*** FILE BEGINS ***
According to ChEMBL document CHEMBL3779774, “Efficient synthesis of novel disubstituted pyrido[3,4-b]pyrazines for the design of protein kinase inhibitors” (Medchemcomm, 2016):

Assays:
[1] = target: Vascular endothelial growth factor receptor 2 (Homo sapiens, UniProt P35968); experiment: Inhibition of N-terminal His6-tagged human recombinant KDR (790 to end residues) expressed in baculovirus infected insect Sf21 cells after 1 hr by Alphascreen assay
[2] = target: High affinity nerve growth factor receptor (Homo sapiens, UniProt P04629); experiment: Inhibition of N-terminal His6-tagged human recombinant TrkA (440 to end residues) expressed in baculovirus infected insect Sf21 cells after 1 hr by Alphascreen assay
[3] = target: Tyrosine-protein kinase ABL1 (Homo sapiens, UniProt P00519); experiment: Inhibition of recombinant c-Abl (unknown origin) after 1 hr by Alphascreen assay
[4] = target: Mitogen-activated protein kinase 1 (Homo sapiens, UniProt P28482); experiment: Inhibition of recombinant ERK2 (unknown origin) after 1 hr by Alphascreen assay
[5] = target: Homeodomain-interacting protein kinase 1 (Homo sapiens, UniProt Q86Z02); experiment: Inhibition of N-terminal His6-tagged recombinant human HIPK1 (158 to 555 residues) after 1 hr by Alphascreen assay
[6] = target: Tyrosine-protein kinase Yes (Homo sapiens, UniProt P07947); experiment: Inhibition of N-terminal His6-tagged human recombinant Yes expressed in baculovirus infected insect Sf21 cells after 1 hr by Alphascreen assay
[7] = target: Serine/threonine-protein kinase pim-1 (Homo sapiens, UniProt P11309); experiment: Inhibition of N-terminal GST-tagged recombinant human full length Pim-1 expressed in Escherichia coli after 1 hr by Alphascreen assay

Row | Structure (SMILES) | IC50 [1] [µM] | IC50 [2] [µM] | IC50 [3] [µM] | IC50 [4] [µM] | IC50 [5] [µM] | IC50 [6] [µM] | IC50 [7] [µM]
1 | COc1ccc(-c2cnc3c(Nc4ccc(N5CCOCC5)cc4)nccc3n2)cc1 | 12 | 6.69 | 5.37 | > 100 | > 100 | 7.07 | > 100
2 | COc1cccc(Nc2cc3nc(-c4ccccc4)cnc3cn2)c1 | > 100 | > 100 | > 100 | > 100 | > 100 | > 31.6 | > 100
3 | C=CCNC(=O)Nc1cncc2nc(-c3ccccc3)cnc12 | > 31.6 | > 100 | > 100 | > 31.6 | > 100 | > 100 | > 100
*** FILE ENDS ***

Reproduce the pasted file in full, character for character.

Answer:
According to ChEMBL document CHEMBL3779774, “Efficient synthesis of novel disubstituted pyrido[3,4-b]pyrazines for the design of protein kinase inhibitors” (Medchemcomm, 2016):

Assays:
[1] = target: Vascular endothelial growth factor receptor 2 (Homo sapiens, UniProt P35968); experiment: Inhibition of N-terminal His6-tagged human recombinant KDR (790 to end residues) expressed in baculovirus infected insect Sf21 cells after 1 hr by Alphascreen assay
[2] = target: High affinity nerve growth factor receptor (Homo sapiens, UniProt P04629); experiment: Inhibition of N-terminal His6-tagged human recombinant TrkA (440 to end residues) expressed in baculovirus infected insect Sf21 cells after 1 hr by Alphascreen assay
[3] = target: Tyrosine-protein kinase ABL1 (Homo sapiens, UniProt P00519); experiment: Inhibition of recombinant c-Abl (unknown origin) after 1 hr by Alphascreen assay
[4] = target: Mitogen-activated protein kinase 1 (Homo sapiens, UniProt P28482); experiment: Inhibition of recombinant ERK2 (unknown origin) after 1 hr by Alphascreen assay
[5] = target: Homeodomain-interacting protein kinase 1 (Homo sapiens, UniProt Q86Z02); experiment: Inhibition of N-terminal His6-tagged recombinant human HIPK1 (158 to 555 residues) after 1 hr by Alphascreen assay
[6] = target: Tyrosine-protein kinase Yes (Homo sapiens, UniProt P07947); experiment: Inhibition of N-terminal His6-tagged human recombinant Yes expressed in baculovirus infected insect Sf21 cells after 1 hr by Alphascreen assay
[7] = target: Serine/threonine-protein kinase pim-1 (Homo sapiens, UniProt P11309); experiment: Inhibition of N-terminal GST-tagged recombinant human full length Pim-1 expressed in Escherichia coli after 1 hr by Alphascreen assay

Row | Structure (SMILES) | IC50 [1] [µM] | IC50 [2] [µM] | IC50 [3] [µM] | IC50 [4] [µM] | IC50 [5] [µM] | IC50 [6] [µM] | IC50 [7] [µM]
1 | COc1ccc(-c2cnc3c(Nc4ccc(N5CCOCC5)cc4)nccc3n2)cc1 | 12 | 6.69 | 5.37 | > 100 | > 100 | 7.07 | > 100
2 | COc1cccc(Nc2cc3nc(-c4ccccc4)cnc3cn2)c1 | > 100 | > 100 | > 100 | > 100 | > 100 | > 31.6 | > 100
3 | C=CCNC(=O)Nc1cncc2nc(-c3ccccc3)cnc12 | > 31.6 | > 100 | > 100 | > 31.6 | > 100 | > 100 | > 100